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Comments (2) Posted 01.21.09 | PERMALINK | PRINT

Mark Lamster

A Letter to the President


Dear Barack (if I may):

First off, congratulations. I'm sure Michelle and the girls are very proud, as are the rest of us American citizens, and I suspect all citizens of this fine planet.

That said, I do feel compelled to write as it has now been more than 24 hours since your inauguration and it is still not raining sugar plums. It was my understanding that it would begin to rain sugar plums immediately upon your taking the Oath of Office. Also, I was under the impression that all of my dirty dishes would be cleaned, my laundry would be folded and that the unruly pile of bills I keep by my front door would be neatly organized (and paid).

Someone mentioned something about how I'd also begin to defecate roses, but that seems entirely unnecessary and also a bit uncomfortable. (I have some gastroenterological issues, though this is probably not the best place to discuss them.) Anyway, I'm sure the economy and Iraq and Afghanistan and a million other things have you occupied and believe me, I'm sympathetic to your demanding schedule, but I was still wondering if either you or someone on your staff might let me know when I could expect the sugar plums.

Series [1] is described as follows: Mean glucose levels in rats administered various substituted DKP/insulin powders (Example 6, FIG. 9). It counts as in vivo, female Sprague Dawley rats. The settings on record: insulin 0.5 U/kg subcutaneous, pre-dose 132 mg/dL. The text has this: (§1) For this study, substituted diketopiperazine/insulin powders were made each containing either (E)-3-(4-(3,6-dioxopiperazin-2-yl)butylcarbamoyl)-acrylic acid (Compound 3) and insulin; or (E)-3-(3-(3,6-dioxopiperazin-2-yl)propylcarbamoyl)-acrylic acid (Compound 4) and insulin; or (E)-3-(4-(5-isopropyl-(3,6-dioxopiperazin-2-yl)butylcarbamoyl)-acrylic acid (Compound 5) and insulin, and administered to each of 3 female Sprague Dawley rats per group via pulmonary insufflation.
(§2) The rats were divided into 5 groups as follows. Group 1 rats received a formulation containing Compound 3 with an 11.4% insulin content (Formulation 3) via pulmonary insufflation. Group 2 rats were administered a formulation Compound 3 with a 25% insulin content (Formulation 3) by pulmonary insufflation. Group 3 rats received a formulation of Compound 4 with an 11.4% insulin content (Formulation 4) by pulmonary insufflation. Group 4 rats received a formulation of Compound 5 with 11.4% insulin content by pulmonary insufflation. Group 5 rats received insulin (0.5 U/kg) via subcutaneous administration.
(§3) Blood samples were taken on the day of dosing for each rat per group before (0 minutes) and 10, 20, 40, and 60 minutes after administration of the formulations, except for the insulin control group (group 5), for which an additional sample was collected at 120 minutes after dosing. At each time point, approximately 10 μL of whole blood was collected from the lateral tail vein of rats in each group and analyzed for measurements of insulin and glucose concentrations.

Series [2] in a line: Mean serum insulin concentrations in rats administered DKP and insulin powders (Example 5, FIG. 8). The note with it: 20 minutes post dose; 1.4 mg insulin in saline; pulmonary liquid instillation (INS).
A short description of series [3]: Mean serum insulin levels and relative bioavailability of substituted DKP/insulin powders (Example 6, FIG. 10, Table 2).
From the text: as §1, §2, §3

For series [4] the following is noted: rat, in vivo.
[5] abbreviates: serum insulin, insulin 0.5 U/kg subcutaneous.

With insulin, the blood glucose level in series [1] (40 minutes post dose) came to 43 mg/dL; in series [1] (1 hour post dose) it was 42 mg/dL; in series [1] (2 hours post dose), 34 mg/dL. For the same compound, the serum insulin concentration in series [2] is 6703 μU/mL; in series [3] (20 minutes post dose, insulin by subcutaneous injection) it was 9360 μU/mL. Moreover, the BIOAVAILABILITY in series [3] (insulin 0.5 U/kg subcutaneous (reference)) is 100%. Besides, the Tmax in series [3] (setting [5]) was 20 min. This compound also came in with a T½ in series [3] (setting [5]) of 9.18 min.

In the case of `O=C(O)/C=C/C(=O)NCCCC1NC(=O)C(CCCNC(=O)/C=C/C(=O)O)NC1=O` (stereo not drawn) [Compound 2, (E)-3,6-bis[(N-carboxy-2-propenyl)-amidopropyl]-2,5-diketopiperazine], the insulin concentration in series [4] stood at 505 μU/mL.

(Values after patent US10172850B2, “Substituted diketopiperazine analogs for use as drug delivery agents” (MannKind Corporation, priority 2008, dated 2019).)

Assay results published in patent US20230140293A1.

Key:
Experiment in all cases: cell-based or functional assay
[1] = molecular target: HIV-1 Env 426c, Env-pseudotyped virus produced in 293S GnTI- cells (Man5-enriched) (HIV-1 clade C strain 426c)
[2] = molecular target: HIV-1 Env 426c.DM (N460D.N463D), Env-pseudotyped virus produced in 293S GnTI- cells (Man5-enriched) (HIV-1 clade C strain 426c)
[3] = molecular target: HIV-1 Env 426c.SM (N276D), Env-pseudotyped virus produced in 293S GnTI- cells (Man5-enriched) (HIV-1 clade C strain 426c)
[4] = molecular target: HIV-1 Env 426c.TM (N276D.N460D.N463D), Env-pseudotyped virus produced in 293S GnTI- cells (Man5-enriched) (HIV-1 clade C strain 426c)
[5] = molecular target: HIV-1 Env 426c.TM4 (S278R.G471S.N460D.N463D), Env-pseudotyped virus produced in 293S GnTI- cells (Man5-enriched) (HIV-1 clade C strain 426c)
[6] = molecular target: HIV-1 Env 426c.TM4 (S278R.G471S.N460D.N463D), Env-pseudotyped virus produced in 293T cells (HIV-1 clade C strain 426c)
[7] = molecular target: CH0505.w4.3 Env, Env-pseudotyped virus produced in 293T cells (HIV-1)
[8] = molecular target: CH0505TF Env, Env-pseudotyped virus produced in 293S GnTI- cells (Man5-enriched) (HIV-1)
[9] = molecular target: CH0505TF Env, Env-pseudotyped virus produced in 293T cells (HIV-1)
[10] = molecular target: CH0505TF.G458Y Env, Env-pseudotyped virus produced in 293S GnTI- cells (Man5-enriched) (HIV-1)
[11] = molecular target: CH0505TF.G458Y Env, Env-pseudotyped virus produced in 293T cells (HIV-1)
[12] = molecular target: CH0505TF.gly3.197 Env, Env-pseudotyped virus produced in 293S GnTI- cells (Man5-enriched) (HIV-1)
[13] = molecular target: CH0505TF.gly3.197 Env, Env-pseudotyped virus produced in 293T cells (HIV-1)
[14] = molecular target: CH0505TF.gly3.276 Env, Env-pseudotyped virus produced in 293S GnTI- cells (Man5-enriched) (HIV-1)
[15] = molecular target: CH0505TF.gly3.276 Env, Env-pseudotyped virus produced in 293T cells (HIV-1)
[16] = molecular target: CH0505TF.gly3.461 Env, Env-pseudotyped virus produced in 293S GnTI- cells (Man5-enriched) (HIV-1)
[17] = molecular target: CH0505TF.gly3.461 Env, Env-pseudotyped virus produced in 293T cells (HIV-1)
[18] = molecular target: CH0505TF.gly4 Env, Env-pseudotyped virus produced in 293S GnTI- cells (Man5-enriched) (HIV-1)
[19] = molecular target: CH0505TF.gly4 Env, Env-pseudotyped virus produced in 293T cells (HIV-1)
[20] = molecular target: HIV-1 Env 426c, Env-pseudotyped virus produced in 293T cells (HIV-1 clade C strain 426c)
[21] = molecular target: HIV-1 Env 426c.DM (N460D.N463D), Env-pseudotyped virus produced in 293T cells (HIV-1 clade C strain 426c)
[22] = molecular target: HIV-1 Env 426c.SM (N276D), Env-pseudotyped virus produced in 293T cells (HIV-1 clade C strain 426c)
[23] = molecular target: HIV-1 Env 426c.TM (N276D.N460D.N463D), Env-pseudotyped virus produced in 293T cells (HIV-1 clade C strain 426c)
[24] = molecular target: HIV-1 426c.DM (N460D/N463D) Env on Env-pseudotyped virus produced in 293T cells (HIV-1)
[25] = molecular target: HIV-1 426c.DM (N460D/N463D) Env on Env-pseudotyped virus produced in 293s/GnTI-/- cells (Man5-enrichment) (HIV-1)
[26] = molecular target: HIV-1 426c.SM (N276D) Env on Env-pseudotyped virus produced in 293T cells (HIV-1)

With best wishes,

Mark Lamster
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Comments (2)   |   JUMP TO MOST RECENT COMMENT >>

Obama contacted NOAA and they told him that with this cold weather the sugar plums would freeze and would cause enormous damage if it rained sugar plums. Consequently the SPRE (Sugar Plum Rain Event) was postponed until Spring.
yanksfandad
01.22.09 at 01:20

The Chinese have developed cloud-seeding capabilities made famous at the olympics. What is less well-known is that they are apparently just weeks away from gaining the ability to make it rain actual sugar plums. We are no longer the world's superpower.
abernheimer
01.23.09 at 11:23


Design Observer encourages comments to be short and to the point; as a general rule, they should not run longer than the original post. Comments should show a courteous regard for the presence of other voices in the discussion. We reserve the right to edit or delete comments that do not adhere to this standard.
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ABOUT THE AUTHOR

Mark Lamster is the architecture critic of the Dallas Morning News and a professor at the University of Texas at Arlington School of Architecture. A contributing editor to Architectural Review, he is currently at work on his third book, a biography of the late architect Philip Johnson. Follow: @marklamster.
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